Sunday, February 6, 2011

Community at work

I saw him standing at the bus stop, and I was relieved. I wouldn't have to wait for the bus alone. Not only that, but I could now be pretty sure this actually *was* the bus stop.

"Is this the bus stop?" I asked when I got close enough, a pretty natural conversation opener, I figured, for a bus stop. "I think so," he said. "Any place with a yellow sign by it is a pretty good bet."

"I made good time here. 12 minutes. I figured I should walk here instead of waiting at one of the secondary stops."
"It took me 30 or 40 minutes, I came from that direction," he said, pointing to the street at the left of Town Landing, a small convenience store in front of us.
"Oh, by Wildwood?" I said, instantly recognizing the direction he was pointing in.
"Do you live there?"

"That's where I grew up! What street are you on?"
He named the street I had grown up on.

With blonde hair and an easy smile, whoever this guy was, he made a great conversationalist. Good conversationalists, I have to say, are few and far between. A person has to have a certain kind of energy, a certain kind of vibe, as well as natural enthusiasm and curiousity for all aspects of life, to make a truly good conversationalist. These are the people that you can easily fall into a conversation with about just about anything minutes after meeting them, because you both view the world in somewhat similar terms.

The desire to learn more about other people; being nonjudgemental; open-minded; and curious about the world; the desire to learn new things about the world. With these qualities, a conversation can build quite easily on just about anything. You build off of the enthusiasm and the joy of the other person, delighting in shared communication and shared connection. So few people are curious about what their neighbors' lives are like, about who makes up their community. They stay insulated in their own lives. It is the people that want to build and experience community that I am naturally drawn to.

The bus is 20 minutes late. If not for him, I would have started freaking out about missing it 15 minutes ago. Luckily, engrossed in conversation, I hardly notice.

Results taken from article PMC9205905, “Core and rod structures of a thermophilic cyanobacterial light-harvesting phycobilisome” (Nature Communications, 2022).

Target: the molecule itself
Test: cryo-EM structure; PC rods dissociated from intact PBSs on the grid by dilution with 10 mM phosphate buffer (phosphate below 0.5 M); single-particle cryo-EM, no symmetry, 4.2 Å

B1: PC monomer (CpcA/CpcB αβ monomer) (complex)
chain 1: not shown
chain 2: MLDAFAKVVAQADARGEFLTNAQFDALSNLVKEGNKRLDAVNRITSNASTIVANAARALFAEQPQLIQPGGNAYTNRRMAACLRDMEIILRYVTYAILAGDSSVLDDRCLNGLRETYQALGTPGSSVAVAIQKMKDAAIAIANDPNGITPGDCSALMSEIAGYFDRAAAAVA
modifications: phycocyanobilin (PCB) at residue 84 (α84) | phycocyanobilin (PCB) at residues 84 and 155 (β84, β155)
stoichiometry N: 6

I get on the bus, and he follows. I say hi to the bus driver, who I recognize from years ago when I used to ride the buses regularly. It is nice to see a familiar face. I sit across from the blonde haired guy, hoping to continue our conversation. We do.

"So," I say, "you said you were in construction, but it wasn't for you. What do you do now?"
"I wash dishes," he says, with only a trace of embarassment.
"Good for you!" says one of the passengers near us. "At least you have a job!"
He, the other man and the woman in between them discuss the various ins and outs of washing dishes at different restaurants for several minutes. I love it. Community in the making.

The bus arrives at Walmart, and an onslaught of people get on. The three people in the front decide they should move to the back in case anyone getting on has trouble with stairs and can't make it to the back. I don't like sitting in the back, but I follow them anyway, figuring the value of continuing this conversation will outweigh any additional discomfort from being in the back. It does.

I sit next to the guy from the bus stop. We talk about whatever comes to mind. His sister's desire to become a winemaker spurs a story from me about my uncle, who is a winemaker. My
declaration that I write freelance e-books for money elicits a truly impressed sounding "Wow!" from him. I tell him about some of my favorite places in Portland. He tells me about the place he is from.

Does this sound unremarkable to you? It very well might. For the millions of people who move around the world with ease, and rely on buses to get where they need to go; who move around easily in the social world with their friends and acquaintances, this story may sound quite unremarkable.

But for someone with chemical sensitivities and and autism, who hasn't ridden a bus more than once in several years because of problems with perfumes and fragrances on buses? For someone who the mere idea of being stuck on a bus could induce a powerful emotional and physical meltdown? Then, this story becomes remarkable.